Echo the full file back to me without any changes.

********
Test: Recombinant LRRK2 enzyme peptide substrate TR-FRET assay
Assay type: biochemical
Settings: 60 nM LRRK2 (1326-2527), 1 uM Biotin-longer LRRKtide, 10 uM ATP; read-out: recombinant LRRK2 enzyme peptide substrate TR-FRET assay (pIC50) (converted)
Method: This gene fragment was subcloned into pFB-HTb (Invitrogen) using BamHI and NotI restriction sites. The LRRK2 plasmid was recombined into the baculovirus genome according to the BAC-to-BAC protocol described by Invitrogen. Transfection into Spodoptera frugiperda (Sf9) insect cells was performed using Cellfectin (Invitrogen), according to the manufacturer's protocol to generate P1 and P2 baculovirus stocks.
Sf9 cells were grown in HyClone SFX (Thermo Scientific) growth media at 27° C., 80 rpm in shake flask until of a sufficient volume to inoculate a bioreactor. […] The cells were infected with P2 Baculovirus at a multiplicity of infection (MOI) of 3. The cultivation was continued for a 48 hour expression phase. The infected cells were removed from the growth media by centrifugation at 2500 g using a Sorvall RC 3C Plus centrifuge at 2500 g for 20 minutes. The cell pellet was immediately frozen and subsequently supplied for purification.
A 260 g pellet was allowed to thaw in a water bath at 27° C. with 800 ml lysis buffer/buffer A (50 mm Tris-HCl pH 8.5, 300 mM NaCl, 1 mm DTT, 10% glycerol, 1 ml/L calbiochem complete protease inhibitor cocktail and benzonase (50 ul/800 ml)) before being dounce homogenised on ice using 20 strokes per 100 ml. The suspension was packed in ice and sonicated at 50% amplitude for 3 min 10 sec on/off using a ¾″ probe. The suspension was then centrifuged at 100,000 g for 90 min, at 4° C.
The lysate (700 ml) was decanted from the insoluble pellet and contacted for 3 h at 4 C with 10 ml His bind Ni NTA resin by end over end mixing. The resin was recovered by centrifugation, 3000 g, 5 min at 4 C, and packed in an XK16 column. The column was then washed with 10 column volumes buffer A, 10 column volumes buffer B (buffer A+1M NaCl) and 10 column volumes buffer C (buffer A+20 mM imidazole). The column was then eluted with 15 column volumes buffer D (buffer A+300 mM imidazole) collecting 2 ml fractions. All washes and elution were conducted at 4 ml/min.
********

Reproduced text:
Test: Recombinant LRRK2 enzyme peptide substrate TR-FRET assay
Assay type: biochemical
Settings: 60 nM LRRK2 (1326-2527), 1 uM Biotin-longer LRRKtide, 10 uM ATP; read-out: recombinant LRRK2 enzyme peptide substrate TR-FRET assay (pIC50) (converted)
Method: This gene fragment was subcloned into pFB-HTb (Invitrogen) using BamHI and NotI restriction sites. The LRRK2 plasmid was recombined into the baculovirus genome according to the BAC-to-BAC protocol described by Invitrogen. Transfection into Spodoptera frugiperda (Sf9) insect cells was performed using Cellfectin (Invitrogen), according to the manufacturer's protocol to generate P1 and P2 baculovirus stocks.
Sf9 cells were grown in HyClone SFX (Thermo Scientific) growth media at 27° C., 80 rpm in shake flask until of a sufficient volume to inoculate a bioreactor. […] The cells were infected with P2 Baculovirus at a multiplicity of infection (MOI) of 3. The cultivation was continued for a 48 hour expression phase. The infected cells were removed from the growth media by centrifugation at 2500 g using a Sorvall RC 3C Plus centrifuge at 2500 g for 20 minutes. The cell pellet was immediately frozen and subsequently supplied for purification.
A 260 g pellet was allowed to thaw in a water bath at 27° C. with 800 ml lysis buffer/buffer A (50 mm Tris-HCl pH 8.5, 300 mM NaCl, 1 mm DTT, 10% glycerol, 1 ml/L calbiochem complete protease inhibitor cocktail and benzonase (50 ul/800 ml)) before being dounce homogenised on ice using 20 strokes per 100 ml. The suspension was packed in ice and sonicated at 50% amplitude for 3 min 10 sec on/off using a ¾″ probe. The suspension was then centrifuged at 100,000 g for 90 min, at 4° C.
The lysate (700 ml) was decanted from the insoluble pellet and contacted for 3 h at 4 C with 10 ml His bind Ni NTA resin by end over end mixing. The resin was recovered by centrifugation, 3000 g, 5 min at 4 C, and packed in an XK16 column. The column was then washed with 10 column volumes buffer A, 10 column volumes buffer B (buffer A+1M NaCl) and 10 column volumes buffer C (buffer A+20 mM imidazole). The column was then eluted with 15 column volumes buffer D (buffer A+300 mM imidazole) collecting 2 ml fractions. All washes and elution were conducted at 4 ml/min.